Jeff Fox (worthy man indeed) quote
This should go down as an all time classic, from the public meeting in Wasilla Monday night. When asked about sharing the burden in commercial fisheries, area manager Jeff Fox answered
"Com fish does not share the burden of conservation"
"I can only do what the BOF tells me to do."
He went on to say that any restrictions due to projected poor king returns were in the board's hands, not his. Interesting, as the BOF in 2008 passed a proposal that "told" Jeff Fox and the department to do exactly that- use his emergency authority to act outside management plans, both to restrict or expand fisheries as needed, to be able to keep them within their goal ranges. I'm glad two board members were there to be able to hear him tell us that.
F&G damage control quickly came forward and told the attendees that Jeff didnt' really mean to say that, that com fish really does share the burden, that its not really all on the sport fishermen's shoulders. That really went over like a lead brick, though, to a bunch of people who are staring at heavy emergency restrictions on their fishery, and no department generated restrictions on the nearest commercial fisheries.
sticking foot in the proverbial mouth
I was somewhat appalled when he made those statements. But does that just go straight to the problem? It is the mindset of Comfish because that was said almost twice. The Boys from Fish and Game were told that they have a confidence problem when it comes to the public reaction from their actions. It is unfortunate that Mr.Comfish made those statements but he did. I walked away from that meeting feeling somewhat rejected and was just put back on the proverbial shelf, to dry. I see it as the same old dance but just another tune! Good tune but I wouldn't want to dance to it.
(Throwback to the 60's dance programs.)
I guess you had to be there to experience the awkward silence after Comfish made those statements. I was embarrassed for him. So now we will have to see what happens from here.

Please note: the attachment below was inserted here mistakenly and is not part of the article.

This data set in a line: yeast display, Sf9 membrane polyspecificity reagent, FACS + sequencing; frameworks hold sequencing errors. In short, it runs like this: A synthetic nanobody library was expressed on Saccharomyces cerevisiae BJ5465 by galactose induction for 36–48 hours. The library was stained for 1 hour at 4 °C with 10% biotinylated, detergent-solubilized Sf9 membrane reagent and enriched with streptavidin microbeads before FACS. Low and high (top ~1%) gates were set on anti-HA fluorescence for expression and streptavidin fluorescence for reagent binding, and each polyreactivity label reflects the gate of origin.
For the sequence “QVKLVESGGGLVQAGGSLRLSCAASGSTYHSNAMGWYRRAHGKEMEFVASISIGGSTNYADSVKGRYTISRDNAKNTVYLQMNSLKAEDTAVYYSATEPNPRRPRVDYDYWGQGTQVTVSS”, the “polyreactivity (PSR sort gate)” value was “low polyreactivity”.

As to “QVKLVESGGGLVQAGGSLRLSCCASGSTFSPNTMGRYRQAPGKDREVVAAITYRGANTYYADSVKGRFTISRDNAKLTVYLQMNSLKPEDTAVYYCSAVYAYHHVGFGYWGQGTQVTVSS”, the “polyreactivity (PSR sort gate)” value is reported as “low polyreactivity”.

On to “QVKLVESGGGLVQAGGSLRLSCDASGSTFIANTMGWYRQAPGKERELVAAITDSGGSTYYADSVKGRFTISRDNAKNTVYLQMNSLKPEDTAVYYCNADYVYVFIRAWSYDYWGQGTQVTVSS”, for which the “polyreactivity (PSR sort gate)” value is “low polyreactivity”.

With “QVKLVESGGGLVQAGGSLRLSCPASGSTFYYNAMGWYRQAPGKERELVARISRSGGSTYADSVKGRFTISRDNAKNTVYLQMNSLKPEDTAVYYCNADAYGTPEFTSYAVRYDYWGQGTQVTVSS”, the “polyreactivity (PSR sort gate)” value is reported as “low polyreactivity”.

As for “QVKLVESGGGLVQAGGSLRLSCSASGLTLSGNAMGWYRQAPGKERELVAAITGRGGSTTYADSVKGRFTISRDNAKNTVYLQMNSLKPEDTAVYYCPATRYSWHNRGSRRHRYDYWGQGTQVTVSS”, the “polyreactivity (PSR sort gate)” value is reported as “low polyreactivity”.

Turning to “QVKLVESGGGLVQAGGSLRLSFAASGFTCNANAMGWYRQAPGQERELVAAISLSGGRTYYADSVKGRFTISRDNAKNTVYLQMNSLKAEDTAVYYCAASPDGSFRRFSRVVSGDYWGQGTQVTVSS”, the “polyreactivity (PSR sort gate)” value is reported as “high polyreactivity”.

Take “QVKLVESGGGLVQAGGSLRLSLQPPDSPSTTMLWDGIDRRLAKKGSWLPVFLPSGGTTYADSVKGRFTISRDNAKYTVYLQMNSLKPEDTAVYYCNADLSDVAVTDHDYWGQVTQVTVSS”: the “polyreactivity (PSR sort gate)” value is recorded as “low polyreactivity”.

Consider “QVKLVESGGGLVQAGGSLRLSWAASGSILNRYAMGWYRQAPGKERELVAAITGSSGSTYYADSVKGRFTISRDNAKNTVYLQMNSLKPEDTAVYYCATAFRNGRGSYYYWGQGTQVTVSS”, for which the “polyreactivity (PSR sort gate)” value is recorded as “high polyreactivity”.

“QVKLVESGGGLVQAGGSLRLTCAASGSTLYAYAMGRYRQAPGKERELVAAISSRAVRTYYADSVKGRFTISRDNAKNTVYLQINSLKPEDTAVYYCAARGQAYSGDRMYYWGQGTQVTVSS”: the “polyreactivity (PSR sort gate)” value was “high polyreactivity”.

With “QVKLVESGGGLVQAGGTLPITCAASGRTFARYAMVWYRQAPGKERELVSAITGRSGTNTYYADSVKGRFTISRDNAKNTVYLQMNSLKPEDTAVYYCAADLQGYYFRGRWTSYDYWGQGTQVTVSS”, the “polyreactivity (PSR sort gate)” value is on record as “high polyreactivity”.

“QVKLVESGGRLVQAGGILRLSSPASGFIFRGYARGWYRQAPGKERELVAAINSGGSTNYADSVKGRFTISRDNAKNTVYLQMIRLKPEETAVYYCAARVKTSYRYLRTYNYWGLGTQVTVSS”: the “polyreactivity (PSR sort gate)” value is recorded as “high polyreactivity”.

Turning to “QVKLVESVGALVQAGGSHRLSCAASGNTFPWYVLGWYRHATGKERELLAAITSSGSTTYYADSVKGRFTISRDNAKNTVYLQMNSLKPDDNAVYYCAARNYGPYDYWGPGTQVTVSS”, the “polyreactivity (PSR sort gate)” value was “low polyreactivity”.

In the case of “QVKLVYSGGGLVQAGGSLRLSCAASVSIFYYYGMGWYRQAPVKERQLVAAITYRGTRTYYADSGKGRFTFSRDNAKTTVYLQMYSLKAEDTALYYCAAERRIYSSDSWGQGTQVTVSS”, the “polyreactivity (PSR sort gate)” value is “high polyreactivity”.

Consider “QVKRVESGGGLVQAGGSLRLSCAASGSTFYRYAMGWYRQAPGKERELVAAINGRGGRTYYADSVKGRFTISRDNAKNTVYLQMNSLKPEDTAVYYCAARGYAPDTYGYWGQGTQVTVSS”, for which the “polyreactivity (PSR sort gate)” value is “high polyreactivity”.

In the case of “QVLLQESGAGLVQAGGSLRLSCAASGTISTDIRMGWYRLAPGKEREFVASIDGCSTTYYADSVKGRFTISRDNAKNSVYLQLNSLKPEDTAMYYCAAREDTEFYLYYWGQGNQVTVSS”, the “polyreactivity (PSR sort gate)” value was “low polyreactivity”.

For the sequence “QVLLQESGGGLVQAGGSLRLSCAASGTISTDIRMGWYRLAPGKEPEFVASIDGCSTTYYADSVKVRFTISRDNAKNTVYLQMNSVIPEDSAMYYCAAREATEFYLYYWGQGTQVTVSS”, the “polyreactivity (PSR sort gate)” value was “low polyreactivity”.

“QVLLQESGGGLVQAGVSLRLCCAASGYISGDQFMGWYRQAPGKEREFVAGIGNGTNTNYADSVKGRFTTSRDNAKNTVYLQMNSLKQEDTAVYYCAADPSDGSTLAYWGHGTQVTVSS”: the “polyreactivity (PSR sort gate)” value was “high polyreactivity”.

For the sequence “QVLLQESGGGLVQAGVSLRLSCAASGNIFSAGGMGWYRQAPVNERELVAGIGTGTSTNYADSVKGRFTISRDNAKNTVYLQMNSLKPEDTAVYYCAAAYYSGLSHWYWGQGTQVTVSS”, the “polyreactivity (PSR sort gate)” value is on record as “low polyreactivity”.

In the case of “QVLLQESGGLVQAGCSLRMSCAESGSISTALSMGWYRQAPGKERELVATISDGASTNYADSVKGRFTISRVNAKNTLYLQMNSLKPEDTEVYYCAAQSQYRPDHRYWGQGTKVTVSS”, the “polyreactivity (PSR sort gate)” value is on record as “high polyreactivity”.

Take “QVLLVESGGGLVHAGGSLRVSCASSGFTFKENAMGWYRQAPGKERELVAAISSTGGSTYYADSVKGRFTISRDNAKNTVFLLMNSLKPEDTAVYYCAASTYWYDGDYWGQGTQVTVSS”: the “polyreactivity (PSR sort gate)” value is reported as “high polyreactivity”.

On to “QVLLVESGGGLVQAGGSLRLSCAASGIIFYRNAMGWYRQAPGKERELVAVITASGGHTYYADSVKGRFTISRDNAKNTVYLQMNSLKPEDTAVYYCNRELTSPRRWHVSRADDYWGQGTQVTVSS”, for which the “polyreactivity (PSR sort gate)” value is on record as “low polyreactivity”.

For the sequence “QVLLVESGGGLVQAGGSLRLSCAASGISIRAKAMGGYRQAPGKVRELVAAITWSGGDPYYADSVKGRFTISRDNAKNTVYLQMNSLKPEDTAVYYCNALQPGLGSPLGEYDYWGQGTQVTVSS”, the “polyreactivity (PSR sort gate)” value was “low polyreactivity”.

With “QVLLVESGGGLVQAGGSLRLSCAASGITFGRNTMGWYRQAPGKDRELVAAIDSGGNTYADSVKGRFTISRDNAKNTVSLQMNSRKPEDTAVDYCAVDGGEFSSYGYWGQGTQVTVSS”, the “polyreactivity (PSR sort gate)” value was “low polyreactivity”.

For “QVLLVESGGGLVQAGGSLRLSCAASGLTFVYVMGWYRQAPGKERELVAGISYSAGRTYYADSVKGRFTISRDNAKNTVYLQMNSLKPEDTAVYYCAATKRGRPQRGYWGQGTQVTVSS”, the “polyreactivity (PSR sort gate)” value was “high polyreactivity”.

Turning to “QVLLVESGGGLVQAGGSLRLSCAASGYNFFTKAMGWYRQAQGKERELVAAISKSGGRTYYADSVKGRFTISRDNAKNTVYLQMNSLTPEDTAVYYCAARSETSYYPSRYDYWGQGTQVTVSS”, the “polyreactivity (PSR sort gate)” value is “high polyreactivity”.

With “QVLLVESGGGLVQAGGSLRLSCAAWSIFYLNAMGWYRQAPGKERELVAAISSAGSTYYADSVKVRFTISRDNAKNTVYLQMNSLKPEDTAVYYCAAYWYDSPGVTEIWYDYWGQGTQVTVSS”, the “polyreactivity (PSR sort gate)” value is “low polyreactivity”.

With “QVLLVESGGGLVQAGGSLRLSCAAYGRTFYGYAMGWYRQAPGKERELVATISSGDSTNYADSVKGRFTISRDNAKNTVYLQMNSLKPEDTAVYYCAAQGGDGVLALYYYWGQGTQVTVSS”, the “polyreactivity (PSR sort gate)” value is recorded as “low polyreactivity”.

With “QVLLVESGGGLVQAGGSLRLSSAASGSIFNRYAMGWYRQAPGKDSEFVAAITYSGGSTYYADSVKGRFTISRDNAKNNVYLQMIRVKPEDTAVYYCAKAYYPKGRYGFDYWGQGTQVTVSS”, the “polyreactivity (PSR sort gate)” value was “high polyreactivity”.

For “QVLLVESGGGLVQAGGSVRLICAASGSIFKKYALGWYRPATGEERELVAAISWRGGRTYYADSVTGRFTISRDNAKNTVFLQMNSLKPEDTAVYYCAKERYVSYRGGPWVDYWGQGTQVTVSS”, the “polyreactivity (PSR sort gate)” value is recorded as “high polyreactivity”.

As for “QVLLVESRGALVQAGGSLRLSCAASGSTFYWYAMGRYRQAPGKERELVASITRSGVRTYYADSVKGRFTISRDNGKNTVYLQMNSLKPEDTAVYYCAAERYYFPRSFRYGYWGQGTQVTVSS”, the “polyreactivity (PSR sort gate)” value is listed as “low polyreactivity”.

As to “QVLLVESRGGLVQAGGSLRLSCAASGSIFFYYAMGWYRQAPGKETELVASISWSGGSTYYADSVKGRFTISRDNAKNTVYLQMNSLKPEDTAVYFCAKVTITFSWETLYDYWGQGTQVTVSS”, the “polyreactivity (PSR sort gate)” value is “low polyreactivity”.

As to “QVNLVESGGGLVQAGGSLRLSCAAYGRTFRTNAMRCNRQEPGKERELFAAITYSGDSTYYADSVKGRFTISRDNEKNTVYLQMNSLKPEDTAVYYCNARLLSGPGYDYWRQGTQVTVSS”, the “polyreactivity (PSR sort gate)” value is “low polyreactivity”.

Doesn't surprise me a bit coming from Fox. Usually he says that type of stuff off record out in the hallway. It does speak volumes of his mindset as a fisheries manager. Is there a tape recording of the meeting? I would be more than happy to buy it.
You are so full of yourselfs
Guys, Jeff Fox was correct relative to the Deshka and other systems. The management plans detail how the conservation burden is to be shared, not an area management biologist.
For example, the regulations state that the conservation burden is to be shared in proportion to harvest if no plan exists. Jeff Fox cannot change that so when Jeff says the BOF sets the stage he is correct. You guys should read the plans/regulations.
Using e.o authority outside the management plans is usually a Commissioner of ADF&G call, not a specific division. So again Jeff is correct, it is not up to commercial or sport fish division to make the call, it is the combined authority of ADF&G. I think it is absolutely funny that a commercial fisheries biologist, like Jeff Fox, writes 20-30 e.o a year to get escapement goals met and people like willphish4food question his conservation ethic.
Maybe you guys are not knowledgeable enough to know what Jeff was saying and that is pretty obvious from this thread. It should be deleted as it is based on a false premise.
Are you saying Fox is correct in this statement?
Originally Posted by willphish4food
Is there a record of what was actually said at the meeting available? I didn't attend, but I would like to interpret the context of what was actually said myself. I am not condoning something Jeff Fox might have said, but I have great reservations with the legitimacy and intent of just about everything willphish4food posts here.
willphish4food, what do our fishery laws say about the commercial fishery sharing the burden of conservation? Would you please post that, and where you think those laws have been broken?
Concerning the northern district Kings, it's my understanding the commercial fishery has been restricted for well over a decade, and that more restrictions have already been put in place for them this year, and that they haven't been allowed to harvest their caps in many years due to conservation restrictions even when a dozen years of huge surplusses existed. The proof is in the pudding when it comes to commercial fishing sharing the burden of conservation, following the fishery laws, and management plans there. What Jeff Fox might have said won't change that.
Also, what am I missing in your comment about restrictions due to projected poor returns being in the BOF's hands, and Jeff Fox being directed to use emergency authority?....
AS 16.05.251. Regulations of the Board of Fisheries.
(a) The Board of Fisheries may adopt regulations it considers advisable in accordance with AS 44.62 (Administrative Procedure Act) for
(12) regulating commercial, sport, guided sport, subsistence, and personal use fishing as needed for the conservation, development, and utilization of fisheries;
(15) regulating resident or nonresident sport fishermen as needed for the conservation, development, and utilization of fishery resources;
AS 16.05.060. Emergency Orders.